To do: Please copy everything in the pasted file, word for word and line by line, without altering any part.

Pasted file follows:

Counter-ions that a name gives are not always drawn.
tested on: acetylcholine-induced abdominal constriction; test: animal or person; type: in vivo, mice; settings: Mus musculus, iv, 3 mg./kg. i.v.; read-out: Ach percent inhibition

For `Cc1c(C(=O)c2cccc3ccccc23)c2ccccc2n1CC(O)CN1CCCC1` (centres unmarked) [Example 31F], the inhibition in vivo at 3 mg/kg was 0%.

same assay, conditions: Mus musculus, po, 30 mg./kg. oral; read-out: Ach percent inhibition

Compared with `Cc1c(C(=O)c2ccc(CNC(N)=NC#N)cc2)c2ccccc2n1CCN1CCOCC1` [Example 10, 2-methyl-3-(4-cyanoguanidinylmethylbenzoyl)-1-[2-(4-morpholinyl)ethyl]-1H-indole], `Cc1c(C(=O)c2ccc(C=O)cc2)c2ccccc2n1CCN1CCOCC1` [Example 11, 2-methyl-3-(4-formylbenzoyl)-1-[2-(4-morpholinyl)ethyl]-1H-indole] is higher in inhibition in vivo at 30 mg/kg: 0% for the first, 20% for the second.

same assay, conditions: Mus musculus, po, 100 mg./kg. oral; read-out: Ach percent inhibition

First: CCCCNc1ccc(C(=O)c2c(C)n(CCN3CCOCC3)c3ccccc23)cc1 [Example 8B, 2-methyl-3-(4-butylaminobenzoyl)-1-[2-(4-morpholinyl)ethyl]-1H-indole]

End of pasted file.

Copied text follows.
Counter-ions that a name gives are not always drawn.
tested on: acetylcholine-induced abdominal constriction; test: animal or person; type: in vivo, mice; settings: Mus musculus, iv, 3 mg./kg. i.v.; read-out: Ach percent inhibition

For `Cc1c(C(=O)c2cccc3ccccc23)c2ccccc2n1CC(O)CN1CCCC1` (centres unmarked) [Example 31F], the inhibition in vivo at 3 mg/kg was 0%.

same assay, conditions: Mus musculus, po, 30 mg./kg. oral; read-out: Ach percent inhibition

Compared with `Cc1c(C(=O)c2ccc(CNC(N)=NC#N)cc2)c2ccccc2n1CCN1CCOCC1` [Example 10, 2-methyl-3-(4-cyanoguanidinylmethylbenzoyl)-1-[2-(4-morpholinyl)ethyl]-1H-indole], `Cc1c(C(=O)c2ccc(C=O)cc2)c2ccccc2n1CCN1CCOCC1` [Example 11, 2-methyl-3-(4-formylbenzoyl)-1-[2-(4-morpholinyl)ethyl]-1H-indole] is higher in inhibition in vivo at 30 mg/kg: 0% for the first, 20% for the second.

same assay, conditions: Mus musculus, po, 100 mg./kg. oral; read-out: Ach percent inhibition

First: CCCCNc1ccc(C(=O)c2c(C)n(CCN3CCOCC3)c3ccccc23)cc1 [Example 8B, 2-methyl-3-(4-butylaminobenzoyl)-1-[2-(4-morpholinyl)ethyl]-1H-indole]